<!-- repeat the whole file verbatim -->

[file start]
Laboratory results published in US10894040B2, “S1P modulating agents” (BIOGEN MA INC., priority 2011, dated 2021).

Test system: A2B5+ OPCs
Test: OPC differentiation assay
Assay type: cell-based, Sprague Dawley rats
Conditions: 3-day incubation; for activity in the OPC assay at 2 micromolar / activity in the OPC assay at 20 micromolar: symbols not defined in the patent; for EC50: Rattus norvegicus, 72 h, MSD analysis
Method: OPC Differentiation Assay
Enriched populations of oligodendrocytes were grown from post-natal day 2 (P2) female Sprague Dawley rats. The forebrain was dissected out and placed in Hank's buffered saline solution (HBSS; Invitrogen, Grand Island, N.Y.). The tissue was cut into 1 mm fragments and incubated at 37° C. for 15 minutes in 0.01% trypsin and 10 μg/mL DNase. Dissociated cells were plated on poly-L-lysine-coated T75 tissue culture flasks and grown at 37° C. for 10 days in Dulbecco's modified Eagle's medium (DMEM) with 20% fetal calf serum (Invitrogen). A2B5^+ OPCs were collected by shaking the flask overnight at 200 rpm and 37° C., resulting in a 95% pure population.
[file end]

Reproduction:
Laboratory results published in US10894040B2, “S1P modulating agents” (BIOGEN MA INC., priority 2011, dated 2021).

Test system: A2B5+ OPCs
Test: OPC differentiation assay
Assay type: cell-based, Sprague Dawley rats
Conditions: 3-day incubation; for activity in the OPC assay at 2 micromolar / activity in the OPC assay at 20 micromolar: symbols not defined in the patent; for EC50: Rattus norvegicus, 72 h, MSD analysis
Method: OPC Differentiation Assay
Enriched populations of oligodendrocytes were grown from post-natal day 2 (P2) female Sprague Dawley rats. The forebrain was dissected out and placed in Hank's buffered saline solution (HBSS; Invitrogen, Grand Island, N.Y.). The tissue was cut into 1 mm fragments and incubated at 37° C. for 15 minutes in 0.01% trypsin and 10 μg/mL DNase. Dissociated cells were plated on poly-L-lysine-coated T75 tissue culture flasks and grown at 37° C. for 10 days in Dulbecco's modified Eagle's medium (DMEM) with 20% fetal calf serum (Invitrogen). A2B5^+ OPCs were collected by shaking the flask overnight at 200 rpm and 37° C., resulting in a 95% pure population.